As with any moderate- to large-sized city, OKC has sufficient area that land–atmosphere interaction can affect the bulk, city-scale, dynamic and thermal evolution of the BL, and hence the T&D of airborne material over the city. Thus, correctly modeling the bulk urban effects on the atmosphere were crucial for the success of the RTFDDA system’s support for this field experiment. There is much research aimed at understanding and modeling the complex land–atmosphere interaction that affects atmospheric dynamics and thermodynamics in urban areas, where methods involve field observations (Rotach 1995; Doran et al. 2002; Allwine et al. 2002), as well as parameterizing the processes in mesoscale models (Brown 2000; Grimmond and Oke 2002; Masson 2000). For example, using idealized environments, the improved knowledge and modeling technology gained from the above-mentioned and other studies have been used to investigate various aspects of the UHI and urban-induced momentum mixing (Uno et al. 1989; Masson 2000; Grimmond and Oke 2002; Martilli et al. 2002; Dupont et al. 2003; Otte et al. 2004).

One approach for modeling the bulk effects of urban areas on the atmosphere is to use an urban canopy model (UCM; also known as urban canopy parameterization) to represent the model grid cell–averaged effect of the building structures on the dynamics and thermodynamics. Such UCMs parameterize the ensemble characteristics of the urban morphology, but individual buildings and street canyons are not explicitly represented (Brown 2000; Masson 2000; Martilli et al. 2002; Otte et al. 2004). At NCAR, an effort is under way to couple a UCM that is based on the work of Kusaka et al. (2001), with the community mesoscale Weather Research and Forecasting (WRF) model (Chen et al. 2004). This type of UCM considers the geometry of buildings and roads to represent the radiation trapping and wind shear in the urban canopy. Such an approach requires detailed urban land use datasets and the input of a number of parameters that define the urban geometry, where these parameters need to be calibrated for each individual city. In this operational support mission for the JU2003 field program, it was necessary to balance urban model complexity and data input requirements with the need to set the model up quickly. Therefore, we adopted an approach of modest complexity in which the Noah LSM in the public release version of MM5, version 3.4, was enhanced to capture the primary influences of the urban area (see section 3 for details).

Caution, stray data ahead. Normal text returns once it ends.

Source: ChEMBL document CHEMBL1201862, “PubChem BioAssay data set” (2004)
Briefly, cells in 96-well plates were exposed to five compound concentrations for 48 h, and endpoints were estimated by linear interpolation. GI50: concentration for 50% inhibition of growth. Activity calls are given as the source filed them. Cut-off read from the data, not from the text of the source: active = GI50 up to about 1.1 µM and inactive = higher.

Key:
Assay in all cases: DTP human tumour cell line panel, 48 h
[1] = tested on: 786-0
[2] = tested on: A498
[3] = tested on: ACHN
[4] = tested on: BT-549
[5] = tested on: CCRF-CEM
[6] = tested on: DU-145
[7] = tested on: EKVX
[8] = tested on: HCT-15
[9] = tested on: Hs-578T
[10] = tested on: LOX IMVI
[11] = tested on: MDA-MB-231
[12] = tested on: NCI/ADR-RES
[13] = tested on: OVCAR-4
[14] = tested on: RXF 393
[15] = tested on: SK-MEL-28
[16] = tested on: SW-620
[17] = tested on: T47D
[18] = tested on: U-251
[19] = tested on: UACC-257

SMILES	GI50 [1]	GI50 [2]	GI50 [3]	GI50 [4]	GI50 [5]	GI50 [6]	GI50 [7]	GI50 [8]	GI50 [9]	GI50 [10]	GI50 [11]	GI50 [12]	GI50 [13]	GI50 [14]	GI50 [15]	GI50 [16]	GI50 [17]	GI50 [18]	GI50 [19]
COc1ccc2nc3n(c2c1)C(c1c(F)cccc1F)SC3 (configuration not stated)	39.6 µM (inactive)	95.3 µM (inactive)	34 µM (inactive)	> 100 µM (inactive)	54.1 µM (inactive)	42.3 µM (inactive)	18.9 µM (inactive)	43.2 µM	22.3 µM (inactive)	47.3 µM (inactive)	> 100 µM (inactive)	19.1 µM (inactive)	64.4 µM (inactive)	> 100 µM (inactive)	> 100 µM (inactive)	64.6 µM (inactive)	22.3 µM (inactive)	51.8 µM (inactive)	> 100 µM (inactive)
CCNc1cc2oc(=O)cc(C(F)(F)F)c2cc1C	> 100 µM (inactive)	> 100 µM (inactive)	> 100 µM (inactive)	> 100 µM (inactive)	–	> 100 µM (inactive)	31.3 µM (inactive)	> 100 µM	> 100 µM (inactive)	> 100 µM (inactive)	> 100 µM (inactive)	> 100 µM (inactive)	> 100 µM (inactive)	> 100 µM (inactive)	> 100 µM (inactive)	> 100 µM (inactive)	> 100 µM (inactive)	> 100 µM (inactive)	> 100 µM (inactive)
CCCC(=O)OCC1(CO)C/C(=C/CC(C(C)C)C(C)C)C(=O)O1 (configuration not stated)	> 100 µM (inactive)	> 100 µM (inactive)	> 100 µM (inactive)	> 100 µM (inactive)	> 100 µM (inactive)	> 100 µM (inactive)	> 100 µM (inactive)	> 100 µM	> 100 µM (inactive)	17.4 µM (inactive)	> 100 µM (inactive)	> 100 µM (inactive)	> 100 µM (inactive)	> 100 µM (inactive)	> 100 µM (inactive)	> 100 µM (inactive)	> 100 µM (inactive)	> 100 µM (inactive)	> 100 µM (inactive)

Section 2 describes the modifications made to the MRF BL parameterization, and in section 3 the refinements to the Noah LSM are summarized. Section 4 contains an objective verification of the improvements to the MRF BL parameterization. In section 5 a comparison is made between model products and field program data, Oklahoma Mesonet data from locations surrounding the city, and conceptual models of the urban BL. The last section, section 6, provides a summary of this study.

2. Modification of the MM5 MRF BL parameterization

a. Known deficiencies with the current MRF BL parameterization

The MRF BL scheme, commonly used by the MM5 community for research and operational mesoscale weather forecasting, was selected for use in the RTFDDA system for its efficiency and its comparable overall performance relative to other BL schemes available in MM5. It is worth noting that the MRF parameters were defined by Hong and Pan (1996) using a single case in which the main objective was to improve coarse-resolution precipitation forecasts. A known problem with this parameterization has been that it tends to overestimate the daytime BL depth, and seriously underestimate the near-surface winds (Zhang and Zheng 2004). These problems can seriously impact the quality of T&D calculations that are based on MM5 output. For example, Cheng et al. (2003) reported that MM5 simulations with the MRF BL scheme persistently overpredicted the BL depth over the Houston–Galveston, Texas area. Also, in sensitivity experiments with five BL parameterizations available in MM5, for a period with three consecutive days of clear skies over the central plains, Zhang and Zheng (2004) found that all of the BL schemes underestimated the daytime near-surface winds, and that the MRF scheme performed the most poorly. They point out that there is a general lack of understanding of BL momentum transport processes because previous research on BL and land surface modeling has primarily focused on thermal and moisture fluxes.